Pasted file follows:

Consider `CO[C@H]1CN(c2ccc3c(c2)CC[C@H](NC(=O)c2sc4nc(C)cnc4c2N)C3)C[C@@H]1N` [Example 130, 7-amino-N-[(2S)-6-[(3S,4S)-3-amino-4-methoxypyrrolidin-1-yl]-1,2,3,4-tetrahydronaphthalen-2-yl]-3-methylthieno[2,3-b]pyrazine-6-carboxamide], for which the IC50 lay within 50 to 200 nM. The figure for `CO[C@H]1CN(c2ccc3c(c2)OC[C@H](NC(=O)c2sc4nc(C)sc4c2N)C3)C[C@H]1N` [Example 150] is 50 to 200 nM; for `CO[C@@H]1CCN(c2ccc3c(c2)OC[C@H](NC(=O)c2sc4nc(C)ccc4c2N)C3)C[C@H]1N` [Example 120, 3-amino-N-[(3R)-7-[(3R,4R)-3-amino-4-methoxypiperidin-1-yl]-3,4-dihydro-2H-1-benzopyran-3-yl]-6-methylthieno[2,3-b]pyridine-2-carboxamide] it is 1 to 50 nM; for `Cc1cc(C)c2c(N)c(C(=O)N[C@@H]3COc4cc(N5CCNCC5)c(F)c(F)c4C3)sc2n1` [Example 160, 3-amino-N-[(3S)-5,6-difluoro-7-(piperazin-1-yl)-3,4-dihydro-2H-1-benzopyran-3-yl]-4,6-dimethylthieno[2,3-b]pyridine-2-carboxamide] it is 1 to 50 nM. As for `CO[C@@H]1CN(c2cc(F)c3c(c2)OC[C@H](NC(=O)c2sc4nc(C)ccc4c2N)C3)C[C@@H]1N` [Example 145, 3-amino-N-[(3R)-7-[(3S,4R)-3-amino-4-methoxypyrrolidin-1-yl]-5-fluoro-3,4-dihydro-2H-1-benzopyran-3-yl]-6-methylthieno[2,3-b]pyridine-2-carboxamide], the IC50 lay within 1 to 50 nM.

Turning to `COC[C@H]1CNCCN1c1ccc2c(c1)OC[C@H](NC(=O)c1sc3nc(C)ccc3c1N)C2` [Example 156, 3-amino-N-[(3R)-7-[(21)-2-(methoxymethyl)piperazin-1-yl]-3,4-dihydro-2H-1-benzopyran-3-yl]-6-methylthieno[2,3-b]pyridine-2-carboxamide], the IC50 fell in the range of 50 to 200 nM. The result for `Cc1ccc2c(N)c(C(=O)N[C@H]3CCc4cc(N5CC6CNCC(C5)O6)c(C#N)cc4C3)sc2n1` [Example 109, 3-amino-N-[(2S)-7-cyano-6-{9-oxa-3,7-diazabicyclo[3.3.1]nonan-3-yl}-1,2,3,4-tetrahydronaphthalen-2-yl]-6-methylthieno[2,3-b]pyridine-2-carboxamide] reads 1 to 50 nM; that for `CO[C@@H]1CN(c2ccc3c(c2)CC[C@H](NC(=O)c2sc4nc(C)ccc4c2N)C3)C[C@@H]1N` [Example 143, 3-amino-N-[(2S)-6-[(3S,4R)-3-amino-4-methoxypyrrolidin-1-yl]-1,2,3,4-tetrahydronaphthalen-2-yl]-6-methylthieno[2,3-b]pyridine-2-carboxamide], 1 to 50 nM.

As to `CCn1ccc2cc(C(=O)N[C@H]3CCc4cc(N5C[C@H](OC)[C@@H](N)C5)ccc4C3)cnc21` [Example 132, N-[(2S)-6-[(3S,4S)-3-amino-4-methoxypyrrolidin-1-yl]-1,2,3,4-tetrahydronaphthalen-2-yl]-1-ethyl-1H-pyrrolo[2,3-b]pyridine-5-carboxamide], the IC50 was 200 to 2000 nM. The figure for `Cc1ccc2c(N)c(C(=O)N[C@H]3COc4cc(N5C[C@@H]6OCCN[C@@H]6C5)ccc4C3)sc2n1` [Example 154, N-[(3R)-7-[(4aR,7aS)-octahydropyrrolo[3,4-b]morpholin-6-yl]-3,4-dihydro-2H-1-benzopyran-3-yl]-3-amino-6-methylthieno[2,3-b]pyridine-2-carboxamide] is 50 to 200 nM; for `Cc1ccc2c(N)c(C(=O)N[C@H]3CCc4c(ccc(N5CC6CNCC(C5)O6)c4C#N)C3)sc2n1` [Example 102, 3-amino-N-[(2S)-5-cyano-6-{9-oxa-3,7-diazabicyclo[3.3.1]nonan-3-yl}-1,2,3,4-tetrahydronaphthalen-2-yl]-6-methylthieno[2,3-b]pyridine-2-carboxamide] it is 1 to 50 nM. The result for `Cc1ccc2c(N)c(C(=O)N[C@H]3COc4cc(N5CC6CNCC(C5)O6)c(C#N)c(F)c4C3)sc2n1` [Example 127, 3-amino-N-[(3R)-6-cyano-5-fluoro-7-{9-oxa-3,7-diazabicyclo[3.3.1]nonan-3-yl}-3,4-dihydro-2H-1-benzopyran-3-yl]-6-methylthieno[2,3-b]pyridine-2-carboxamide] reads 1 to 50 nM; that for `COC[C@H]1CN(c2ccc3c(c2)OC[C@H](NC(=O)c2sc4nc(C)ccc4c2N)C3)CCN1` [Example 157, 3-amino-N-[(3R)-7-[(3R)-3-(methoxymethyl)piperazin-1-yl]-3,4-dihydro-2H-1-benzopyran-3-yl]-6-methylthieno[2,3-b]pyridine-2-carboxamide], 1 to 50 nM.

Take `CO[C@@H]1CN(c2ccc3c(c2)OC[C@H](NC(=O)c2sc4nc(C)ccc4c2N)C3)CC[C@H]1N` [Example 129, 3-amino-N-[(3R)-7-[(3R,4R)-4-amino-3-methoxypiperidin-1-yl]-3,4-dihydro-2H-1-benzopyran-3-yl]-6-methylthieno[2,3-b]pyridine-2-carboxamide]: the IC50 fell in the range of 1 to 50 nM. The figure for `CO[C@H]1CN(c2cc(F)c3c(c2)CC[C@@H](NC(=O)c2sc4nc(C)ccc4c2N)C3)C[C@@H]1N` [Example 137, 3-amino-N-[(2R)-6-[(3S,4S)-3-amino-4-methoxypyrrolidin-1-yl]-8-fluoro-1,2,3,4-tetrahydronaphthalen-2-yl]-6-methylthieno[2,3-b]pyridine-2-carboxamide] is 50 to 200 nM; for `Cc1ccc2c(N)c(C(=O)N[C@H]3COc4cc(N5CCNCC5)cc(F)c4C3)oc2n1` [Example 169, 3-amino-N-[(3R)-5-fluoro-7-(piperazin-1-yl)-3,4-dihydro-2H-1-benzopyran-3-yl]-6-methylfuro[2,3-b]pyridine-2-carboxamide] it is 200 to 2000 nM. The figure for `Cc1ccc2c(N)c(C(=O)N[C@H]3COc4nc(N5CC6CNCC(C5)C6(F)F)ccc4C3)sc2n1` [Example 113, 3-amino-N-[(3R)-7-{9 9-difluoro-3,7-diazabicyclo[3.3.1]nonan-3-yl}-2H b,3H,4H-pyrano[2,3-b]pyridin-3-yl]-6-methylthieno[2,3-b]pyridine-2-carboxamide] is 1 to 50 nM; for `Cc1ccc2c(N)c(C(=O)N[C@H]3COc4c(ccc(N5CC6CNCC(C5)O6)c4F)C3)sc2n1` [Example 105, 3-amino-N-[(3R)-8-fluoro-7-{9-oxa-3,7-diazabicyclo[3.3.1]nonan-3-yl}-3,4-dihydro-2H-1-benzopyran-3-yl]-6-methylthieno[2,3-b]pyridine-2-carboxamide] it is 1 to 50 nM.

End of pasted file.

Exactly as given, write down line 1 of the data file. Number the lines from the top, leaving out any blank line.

Consider `CO[C@H]1CN(c2ccc3c(c2)CC[C@H](NC(=O)c2sc4nc(C)cnc4c2N)C3)C[C@@H]1N` [Example 130, 7-amino-N-[(2S)-6-[(3S,4S)-3-amino-4-methoxypyrrolidin-1-yl]-1,2,3,4-tetrahydronaphthalen-2-yl]-3-methylthieno[2,3-b]pyrazine-6-carboxamide], for which the IC50 lay within 50 to 200 nM. The figure for `CO[C@H]1CN(c2ccc3c(c2)OC[C@H](NC(=O)c2sc4nc(C)sc4c2N)C3)C[C@H]1N` [Example 150] is 50 to 200 nM; for `CO[C@@H]1CCN(c2ccc3c(c2)OC[C@H](NC(=O)c2sc4nc(C)ccc4c2N)C3)C[C@H]1N` [Example 120, 3-amino-N-[(3R)-7-[(3R,4R)-3-amino-4-methoxypiperidin-1-yl]-3,4-dihydro-2H-1-benzopyran-3-yl]-6-methylthieno[2,3-b]pyridine-2-carboxamide] it is 1 to 50 nM; for `Cc1cc(C)c2c(N)c(C(=O)N[C@@H]3COc4cc(N5CCNCC5)c(F)c(F)c4C3)sc2n1` [Example 160, 3-amino-N-[(3S)-5,6-difluoro-7-(piperazin-1-yl)-3,4-dihydro-2H-1-benzopyran-3-yl]-4,6-dimethylthieno[2,3-b]pyridine-2-carboxamide] it is 1 to 50 nM. As for `CO[C@@H]1CN(c2cc(F)c3c(c2)OC[C@H](NC(=O)c2sc4nc(C)ccc4c2N)C3)C[C@@H]1N` [Example 145, 3-amino-N-[(3R)-7-[(3S,4R)-3-amino-4-methoxypyrrolidin-1-yl]-5-fluoro-3,4-dihydro-2H-1-benzopyran-3-yl]-6-methylthieno[2,3-b]pyridine-2-carboxamide], the IC50 lay within 1 to 50 nM.